April 2 – Week 7 has begun!

Each week it astounds me again – how fast these 12 weeks are flying by! When I woke up today and realized it was the start of Week 7, it just amazed me.

Reviewing the material for this week, I chose the Making Lasting Changes Goal. I am grateful for my current high LDL and low HDL Cholesterol numbers, and the dietary changes I – and we – are making here at home continue to focus on eliminating Trans Fats and more of the Saturated fats from our diet, and adding a variety of fruit and veggies. My goal for the week targets my thought processes. With so much flu and bugs going around this season coupled with other stressors – this goals reminds me that actively cultivating a positive outlook every single day is so important. {Even when you’re hoarse, congested and feel like an ax is trying to split your head! ;-0 ~~~ 😉 } In fact, I came across some really interesting info the other day written by Shawn Achor.

“Research shows that when people work with a positive mind-set, performance on nearly every level—productivity, creativity, engagement—improves. Yet happiness is perhaps the most misunderstood driver of performance. For one, most people believe that success precedes happiness. ‘Once I get a promotion, I’ll be happy,’ they think. Or, ‘Once I hit my sales target, I’ll feel great.’ But because success is a moving target—as soon as you hit your target, you raise it again—the happiness that results from success is fleeting.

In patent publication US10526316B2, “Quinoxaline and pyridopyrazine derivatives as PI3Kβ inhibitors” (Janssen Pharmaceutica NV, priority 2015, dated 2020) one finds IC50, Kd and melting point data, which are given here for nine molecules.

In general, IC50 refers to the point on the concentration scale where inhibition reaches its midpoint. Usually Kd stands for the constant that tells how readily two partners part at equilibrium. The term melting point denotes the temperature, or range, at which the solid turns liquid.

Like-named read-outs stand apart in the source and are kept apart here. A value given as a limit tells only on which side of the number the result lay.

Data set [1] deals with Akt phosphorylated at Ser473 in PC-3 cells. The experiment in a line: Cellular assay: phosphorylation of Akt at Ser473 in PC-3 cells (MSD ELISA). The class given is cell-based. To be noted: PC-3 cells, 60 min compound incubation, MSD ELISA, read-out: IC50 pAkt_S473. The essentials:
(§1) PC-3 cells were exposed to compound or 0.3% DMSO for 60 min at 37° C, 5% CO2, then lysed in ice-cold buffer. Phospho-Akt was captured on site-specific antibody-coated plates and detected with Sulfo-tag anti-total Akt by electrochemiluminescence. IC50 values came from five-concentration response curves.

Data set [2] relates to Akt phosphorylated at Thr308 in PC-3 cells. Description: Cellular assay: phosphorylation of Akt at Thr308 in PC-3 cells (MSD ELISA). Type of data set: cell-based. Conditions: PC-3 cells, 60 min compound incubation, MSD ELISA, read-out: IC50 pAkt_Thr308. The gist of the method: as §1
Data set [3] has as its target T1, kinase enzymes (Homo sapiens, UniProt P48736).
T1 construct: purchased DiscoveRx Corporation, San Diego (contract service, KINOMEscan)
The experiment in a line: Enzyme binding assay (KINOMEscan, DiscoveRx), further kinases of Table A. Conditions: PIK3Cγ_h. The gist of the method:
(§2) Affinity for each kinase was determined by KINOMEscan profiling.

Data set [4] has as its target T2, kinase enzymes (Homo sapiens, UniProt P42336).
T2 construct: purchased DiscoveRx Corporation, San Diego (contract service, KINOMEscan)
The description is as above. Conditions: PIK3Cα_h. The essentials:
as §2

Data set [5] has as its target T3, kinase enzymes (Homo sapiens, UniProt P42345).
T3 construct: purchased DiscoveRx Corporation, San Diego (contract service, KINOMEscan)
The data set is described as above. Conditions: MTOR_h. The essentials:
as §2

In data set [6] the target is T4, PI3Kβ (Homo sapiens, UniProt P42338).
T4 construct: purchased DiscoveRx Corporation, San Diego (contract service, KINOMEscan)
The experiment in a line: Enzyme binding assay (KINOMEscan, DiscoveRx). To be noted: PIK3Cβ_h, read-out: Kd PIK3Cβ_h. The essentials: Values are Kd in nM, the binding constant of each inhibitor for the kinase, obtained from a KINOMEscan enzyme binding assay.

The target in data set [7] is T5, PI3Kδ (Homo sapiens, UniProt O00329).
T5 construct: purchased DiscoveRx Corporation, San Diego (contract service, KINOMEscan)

In fact, it works the other way around: People who cultivate a positive mind-set perform better in the face of challenge. I call this the ‘happiness advantage’—every business outcome shows improvement when the brain is positive. I’ve observed this effect in my role as a researcher and lecturer in 48 countries on the connection between employee happiness and success. And I’m not alone: In a meta-analysis of 225 academic studies, researchers Sonja Lyubomirsky, Laura King, and Ed Diener found strong evidence of directional causality between life satisfaction and successful business outcomes.

Another common misconception is that our genetics, our environment, or a combination of the two determines how happy we are. To be sure, both factors have an impact. But one’s general sense of well-being is surprisingly malleable. The habits you cultivate, the way you interact with coworkers, how you think about stress—all these can be managed to increase your happiness and your chances of success” (Achor, Harvard Business Review, Jan/Feb 2012). Here is the link to excerpts online.

I wish everyone many upbeat and inspiring moments this week!


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